The High Peak Trail, originally carried The Cromford and High Peak Railway, the construction of which was considered to be an engineering masterpiece. It attracted railway enthusiasts, not only from this country but all over the world. It linked High Peak Junction at two hundred and seven-seven feet above sea level with Whaley Bridge at five hundred and seventeen feet. In the middle it rose to over a thousand feet at Ladmanlow. Stretching for thirty-three miles in length, the line was fully opened in 1831, when it was used to transport minerals, corn, coal and other commodities from one canal to the other.

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Runs from Ashbourne to Parsley Hay, for 13 miles along the former Ashbourne to Buxton railway line. At Parsley Hay, it joins the High Peak Trail, which  continues along another former railway track to Dowlow near to Buxton.


The traffic-free trail is available throughout the year for walkers, cyclists and horse riders. It is suitable for wheel chairs and pushchairs along the flat sections.


Ashbourne (Tel 01335 343156) to the north of the town centre on the Tissington Trail, just off the road to Mapleton.


Middleton Top (Tel 01629 823204) on the High Peak Trail near Middleton-by-Wirksworth, off the B5035.


Parsley Hay (Tel 01298 84493) at the junction of the High Peak and Tissington Trails, off the A515 Ashbourne to Buxton road.




1. Keep to the left and give way when approaching all other users.


2. Please use your bell or give a warning so that other trail users know you are approaching.


3. On no account should you race along the trails.


4. Only designated routes should be used.




According to research published by  Direct Line, the UK insurer, more than 1,000 bicycles, worth an estimated £250,000, are now stolen each day in the UK. Most bikes are stolen because their owners fail to lock them securely.



Ashbourne is without doubt one of Derbyshire’s finest towns, with a wealth of Georgian architecture. The triangular cobbled Market Place holds markets twice per week on Thursday and Saturday.

Tissington Hall (Tel. 01335 352200) a fine Jacobean Manor House in the heart of the village that has been the home of the FitzHerbert family for 500 years. Open to the public for guided tours (see the Tissington Feature). 


Ilam Park lies on the banks of the River Manifold and includes a walk along an avenue of Lime Trees known as Paradise Walk. The 158 acres of the park is managed by the National Trust and there is a National Trust shop, information centre and tearoom. Entrance to the grounds is free to walkers.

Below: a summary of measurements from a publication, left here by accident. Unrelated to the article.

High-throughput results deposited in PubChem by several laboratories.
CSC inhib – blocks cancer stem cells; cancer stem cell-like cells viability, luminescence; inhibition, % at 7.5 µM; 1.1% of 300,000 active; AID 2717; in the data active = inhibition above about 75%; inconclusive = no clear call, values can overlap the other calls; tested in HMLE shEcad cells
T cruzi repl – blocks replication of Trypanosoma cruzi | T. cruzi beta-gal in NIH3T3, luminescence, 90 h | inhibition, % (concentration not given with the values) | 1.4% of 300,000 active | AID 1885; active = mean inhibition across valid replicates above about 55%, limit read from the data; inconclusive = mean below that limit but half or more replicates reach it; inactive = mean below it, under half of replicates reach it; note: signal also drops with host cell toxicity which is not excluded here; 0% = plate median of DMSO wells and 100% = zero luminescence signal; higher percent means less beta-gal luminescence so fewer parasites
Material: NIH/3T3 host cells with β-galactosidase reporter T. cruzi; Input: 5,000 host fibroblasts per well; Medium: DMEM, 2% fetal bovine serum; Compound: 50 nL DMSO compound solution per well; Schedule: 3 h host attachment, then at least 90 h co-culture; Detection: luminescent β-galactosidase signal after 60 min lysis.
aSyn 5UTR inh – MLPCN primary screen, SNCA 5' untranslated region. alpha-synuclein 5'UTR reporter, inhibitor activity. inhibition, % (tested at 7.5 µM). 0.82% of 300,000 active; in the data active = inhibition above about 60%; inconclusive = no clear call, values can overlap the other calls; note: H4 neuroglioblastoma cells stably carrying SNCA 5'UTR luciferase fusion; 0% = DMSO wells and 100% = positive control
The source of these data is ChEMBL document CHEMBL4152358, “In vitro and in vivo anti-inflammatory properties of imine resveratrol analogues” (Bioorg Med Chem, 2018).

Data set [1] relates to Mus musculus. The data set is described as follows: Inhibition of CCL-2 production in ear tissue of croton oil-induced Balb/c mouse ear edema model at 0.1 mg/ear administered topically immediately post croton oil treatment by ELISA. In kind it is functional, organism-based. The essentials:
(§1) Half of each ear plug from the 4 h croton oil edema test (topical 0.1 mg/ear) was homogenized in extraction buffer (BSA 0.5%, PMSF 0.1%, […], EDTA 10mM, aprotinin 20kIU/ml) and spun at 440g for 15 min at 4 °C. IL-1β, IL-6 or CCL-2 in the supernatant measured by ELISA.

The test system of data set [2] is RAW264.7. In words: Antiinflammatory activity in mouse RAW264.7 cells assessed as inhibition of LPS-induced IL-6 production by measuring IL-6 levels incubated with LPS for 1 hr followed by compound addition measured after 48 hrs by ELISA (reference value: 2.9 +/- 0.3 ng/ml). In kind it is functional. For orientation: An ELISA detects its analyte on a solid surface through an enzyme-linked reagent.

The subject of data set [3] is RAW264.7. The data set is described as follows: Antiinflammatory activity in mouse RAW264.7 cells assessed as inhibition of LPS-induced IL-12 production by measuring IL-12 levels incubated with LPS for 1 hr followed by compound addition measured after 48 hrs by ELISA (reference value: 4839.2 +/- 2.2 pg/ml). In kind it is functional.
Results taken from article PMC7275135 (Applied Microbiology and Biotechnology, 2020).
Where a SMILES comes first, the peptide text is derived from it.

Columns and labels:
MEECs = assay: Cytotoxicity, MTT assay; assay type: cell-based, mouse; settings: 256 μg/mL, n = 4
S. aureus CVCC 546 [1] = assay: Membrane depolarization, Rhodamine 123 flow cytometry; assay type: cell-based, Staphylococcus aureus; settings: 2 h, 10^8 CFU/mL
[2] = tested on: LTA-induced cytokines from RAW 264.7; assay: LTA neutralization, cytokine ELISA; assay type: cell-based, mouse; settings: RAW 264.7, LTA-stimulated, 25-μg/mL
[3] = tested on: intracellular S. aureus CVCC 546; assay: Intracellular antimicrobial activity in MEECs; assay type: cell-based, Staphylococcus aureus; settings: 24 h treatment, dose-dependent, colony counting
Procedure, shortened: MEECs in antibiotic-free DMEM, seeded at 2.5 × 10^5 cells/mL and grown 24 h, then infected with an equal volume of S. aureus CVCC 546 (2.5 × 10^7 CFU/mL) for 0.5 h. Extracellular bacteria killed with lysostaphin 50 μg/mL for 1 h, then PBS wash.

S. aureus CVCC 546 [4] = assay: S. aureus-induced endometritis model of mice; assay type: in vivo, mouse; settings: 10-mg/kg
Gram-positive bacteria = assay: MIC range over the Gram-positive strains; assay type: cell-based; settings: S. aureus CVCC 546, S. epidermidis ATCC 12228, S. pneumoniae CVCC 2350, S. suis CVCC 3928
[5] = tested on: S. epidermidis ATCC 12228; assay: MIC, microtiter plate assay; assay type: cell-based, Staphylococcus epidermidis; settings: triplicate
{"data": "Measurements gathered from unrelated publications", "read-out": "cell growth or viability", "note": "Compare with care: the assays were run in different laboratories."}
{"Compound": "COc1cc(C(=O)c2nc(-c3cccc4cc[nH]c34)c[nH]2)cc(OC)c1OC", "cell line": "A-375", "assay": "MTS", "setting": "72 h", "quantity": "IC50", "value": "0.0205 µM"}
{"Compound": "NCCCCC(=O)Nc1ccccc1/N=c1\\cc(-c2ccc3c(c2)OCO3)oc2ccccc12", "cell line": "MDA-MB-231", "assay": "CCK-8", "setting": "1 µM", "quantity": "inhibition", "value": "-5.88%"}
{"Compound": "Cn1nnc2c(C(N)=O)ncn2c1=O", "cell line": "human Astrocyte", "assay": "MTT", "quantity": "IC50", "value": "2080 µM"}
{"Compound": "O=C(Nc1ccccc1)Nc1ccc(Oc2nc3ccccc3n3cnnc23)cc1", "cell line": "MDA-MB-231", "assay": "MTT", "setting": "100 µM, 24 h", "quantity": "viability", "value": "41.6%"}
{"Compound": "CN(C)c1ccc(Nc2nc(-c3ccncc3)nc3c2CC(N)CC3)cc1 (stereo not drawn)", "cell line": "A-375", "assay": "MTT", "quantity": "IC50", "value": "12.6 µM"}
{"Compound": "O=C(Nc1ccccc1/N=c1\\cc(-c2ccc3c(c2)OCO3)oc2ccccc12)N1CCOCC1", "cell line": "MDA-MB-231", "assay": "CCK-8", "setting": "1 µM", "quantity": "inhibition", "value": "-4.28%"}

Dovedale many were the thousands who got off the train at Alsop-en-le-Dale Station and walked the length of Dovedale before catching a train home at Thorpe Station. The railway is no more, but cars still bring thousands of visitors to what is one of England’s most famous beauty spots. The Dovedale Sheepdog Trials attract big crowds every August.


Roystone Grange where evidence has been found of occupation in Roman times by native hill farmers. A field system of that period can be seen by following the trail that has been set up. Another farm was established here at the time of the Norman Conquest and was later given to a Cistercian Abbey and developed as a sheep farm.


Hartington a picturesque village  with a spacious market place, village green, delightful duck pond and limestone houses, which sparkle in the bright sunlight, which make it one of the major tourist centres in the Peak District. It has more the air of a prosperous market town than a village.







Provides a wide range of features  with heritage trails and detailed countryside walks, through some of the most scenically attractive countryside in the UK.


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Visit the following pages on this website for comprehensive details of the area surrounding the Tissington Trail.

All details on this page were correct at the time of publication, but changes may be made without notification.